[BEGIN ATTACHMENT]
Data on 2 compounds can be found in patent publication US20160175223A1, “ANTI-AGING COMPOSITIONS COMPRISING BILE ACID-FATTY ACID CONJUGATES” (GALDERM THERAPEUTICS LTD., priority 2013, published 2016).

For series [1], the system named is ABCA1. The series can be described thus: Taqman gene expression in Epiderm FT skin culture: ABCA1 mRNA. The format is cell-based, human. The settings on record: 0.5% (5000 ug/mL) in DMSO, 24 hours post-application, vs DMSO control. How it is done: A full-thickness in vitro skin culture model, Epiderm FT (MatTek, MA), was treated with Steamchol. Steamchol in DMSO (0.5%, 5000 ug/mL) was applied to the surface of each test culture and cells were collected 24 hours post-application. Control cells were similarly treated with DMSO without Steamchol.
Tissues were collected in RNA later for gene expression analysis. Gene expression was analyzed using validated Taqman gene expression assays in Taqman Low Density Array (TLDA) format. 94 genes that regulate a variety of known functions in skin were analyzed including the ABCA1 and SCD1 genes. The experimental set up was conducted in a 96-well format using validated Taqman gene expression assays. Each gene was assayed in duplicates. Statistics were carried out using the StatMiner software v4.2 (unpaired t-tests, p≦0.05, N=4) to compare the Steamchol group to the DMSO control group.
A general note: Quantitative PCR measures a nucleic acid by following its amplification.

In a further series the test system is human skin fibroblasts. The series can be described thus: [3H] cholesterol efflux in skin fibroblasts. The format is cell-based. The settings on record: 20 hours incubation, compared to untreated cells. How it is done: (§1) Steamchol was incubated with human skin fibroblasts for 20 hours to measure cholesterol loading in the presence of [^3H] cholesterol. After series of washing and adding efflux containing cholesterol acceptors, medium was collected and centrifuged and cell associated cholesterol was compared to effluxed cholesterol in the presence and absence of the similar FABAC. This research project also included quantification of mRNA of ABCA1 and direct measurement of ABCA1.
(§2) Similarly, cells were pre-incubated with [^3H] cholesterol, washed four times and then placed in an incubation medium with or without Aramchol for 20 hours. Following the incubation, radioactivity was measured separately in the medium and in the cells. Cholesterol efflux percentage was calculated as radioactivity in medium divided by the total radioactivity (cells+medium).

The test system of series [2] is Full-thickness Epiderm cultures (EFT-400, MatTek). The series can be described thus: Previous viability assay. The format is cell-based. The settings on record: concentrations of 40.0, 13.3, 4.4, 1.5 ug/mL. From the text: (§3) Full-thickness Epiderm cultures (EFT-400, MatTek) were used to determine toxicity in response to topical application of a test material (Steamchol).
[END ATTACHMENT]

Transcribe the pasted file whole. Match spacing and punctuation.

Data on 2 compounds can be found in patent publication US20160175223A1, “ANTI-AGING COMPOSITIONS COMPRISING BILE ACID-FATTY ACID CONJUGATES” (GALDERM THERAPEUTICS LTD., priority 2013, published 2016).

For series [1], the system named is ABCA1. The series can be described thus: Taqman gene expression in Epiderm FT skin culture: ABCA1 mRNA. The format is cell-based, human. The settings on record: 0.5% (5000 ug/mL) in DMSO, 24 hours post-application, vs DMSO control. How it is done: A full-thickness in vitro skin culture model, Epiderm FT (MatTek, MA), was treated with Steamchol. Steamchol in DMSO (0.5%, 5000 ug/mL) was applied to the surface of each test culture and cells were collected 24 hours post-application. Control cells were similarly treated with DMSO without Steamchol.
Tissues were collected in RNA later for gene expression analysis. Gene expression was analyzed using validated Taqman gene expression assays in Taqman Low Density Array (TLDA) format. 94 genes that regulate a variety of known functions in skin were analyzed including the ABCA1 and SCD1 genes. The experimental set up was conducted in a 96-well format using validated Taqman gene expression assays. Each gene was assayed in duplicates. Statistics were carried out using the StatMiner software v4.2 (unpaired t-tests, p≦0.05, N=4) to compare the Steamchol group to the DMSO control group.
A general note: Quantitative PCR measures a nucleic acid by following its amplification.

In a further series the test system is human skin fibroblasts. The series can be described thus: [3H] cholesterol efflux in skin fibroblasts. The format is cell-based. The settings on record: 20 hours incubation, compared to untreated cells. How it is done: (§1) Steamchol was incubated with human skin fibroblasts for 20 hours to measure cholesterol loading in the presence of [^3H] cholesterol. After series of washing and adding efflux containing cholesterol acceptors, medium was collected and centrifuged and cell associated cholesterol was compared to effluxed cholesterol in the presence and absence of the similar FABAC. This research project also included quantification of mRNA of ABCA1 and direct measurement of ABCA1.
(§2) Similarly, cells were pre-incubated with [^3H] cholesterol, washed four times and then placed in an incubation medium with or without Aramchol for 20 hours. Following the incubation, radioactivity was measured separately in the medium and in the cells. Cholesterol efflux percentage was calculated as radioactivity in medium divided by the total radioactivity (cells+medium).

The test system of series [2] is Full-thickness Epiderm cultures (EFT-400, MatTek). The series can be described thus: Previous viability assay. The format is cell-based. The settings on record: concentrations of 40.0, 13.3, 4.4, 1.5 ug/mL. From the text: (§3) Full-thickness Epiderm cultures (EFT-400, MatTek) were used to determine toxicity in response to topical application of a test material (Steamchol).